The intersection of race, sexual orientation, socioeconomic status, trans identity, and mental health outcomes
Budge, Stephanie L.
Thai, Jayden L.
Tebbe, Elliot A.
Howard, Kimberly A.S.
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Citation (published version)Stephanie L Budge, Jayden L Thai, Elliot A Tebbe, Kimberly AS Howard. 2016. "The Intersection of Race, Sexual Orientation, Socioeconomic Status, Trans Identity, and Mental Health Outcomes." Counseling Psychologist, Volume 44, Issue 7, pp. 1025 - 1049 (25). https://doi.org/10.1177/0011000015609046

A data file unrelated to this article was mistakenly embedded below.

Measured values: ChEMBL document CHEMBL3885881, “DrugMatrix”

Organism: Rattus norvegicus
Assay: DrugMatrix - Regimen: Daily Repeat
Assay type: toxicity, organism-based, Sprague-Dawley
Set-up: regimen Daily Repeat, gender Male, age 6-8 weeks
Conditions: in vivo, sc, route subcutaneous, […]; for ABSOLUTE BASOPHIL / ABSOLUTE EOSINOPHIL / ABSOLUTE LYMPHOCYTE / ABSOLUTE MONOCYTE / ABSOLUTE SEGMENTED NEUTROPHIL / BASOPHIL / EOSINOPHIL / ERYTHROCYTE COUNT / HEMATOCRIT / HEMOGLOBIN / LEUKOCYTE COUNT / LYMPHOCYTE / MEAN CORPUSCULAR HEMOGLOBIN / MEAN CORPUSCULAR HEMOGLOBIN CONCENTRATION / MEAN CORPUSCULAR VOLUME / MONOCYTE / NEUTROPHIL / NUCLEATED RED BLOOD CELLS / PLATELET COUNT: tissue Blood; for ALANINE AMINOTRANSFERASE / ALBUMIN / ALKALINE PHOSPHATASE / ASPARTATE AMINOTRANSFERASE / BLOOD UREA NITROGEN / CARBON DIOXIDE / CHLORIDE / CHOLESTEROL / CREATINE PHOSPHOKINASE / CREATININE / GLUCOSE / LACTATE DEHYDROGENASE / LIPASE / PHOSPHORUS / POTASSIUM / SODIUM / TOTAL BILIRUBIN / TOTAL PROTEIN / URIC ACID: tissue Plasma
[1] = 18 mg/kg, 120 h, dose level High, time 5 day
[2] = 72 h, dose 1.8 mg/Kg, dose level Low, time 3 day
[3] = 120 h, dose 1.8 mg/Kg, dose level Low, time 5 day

The present study examined patterns in trans individuals’ multiple identities and mental health outcomes. Cluster 1 (socioeconomic and racial privilege; n = 239) was characterized by individuals who identified as trans women or cross-dressers, lesbian, bisexual, or questioning; had associates degrees; reported household incomes of $60,000 or more a year; and were non-Latino White. Cluster 2 (educational privilege; n = 191) was characterized by individuals who identified as trans men or genderqueer, gay, or queer; had a bachelor’s degree; reported household incomes of $10,000 or less a year; and were people of color. There was a pattern of individuals in Cluster 1 who identified with two privileged identities (identifying as White and having higher household incomes), whereas individuals in Cluster 2 identified only formal education as a privilege. Individuals in Cluster 2 reported statistically significant levels of anxiety. Implications of these results for future research and clinical practice are examined.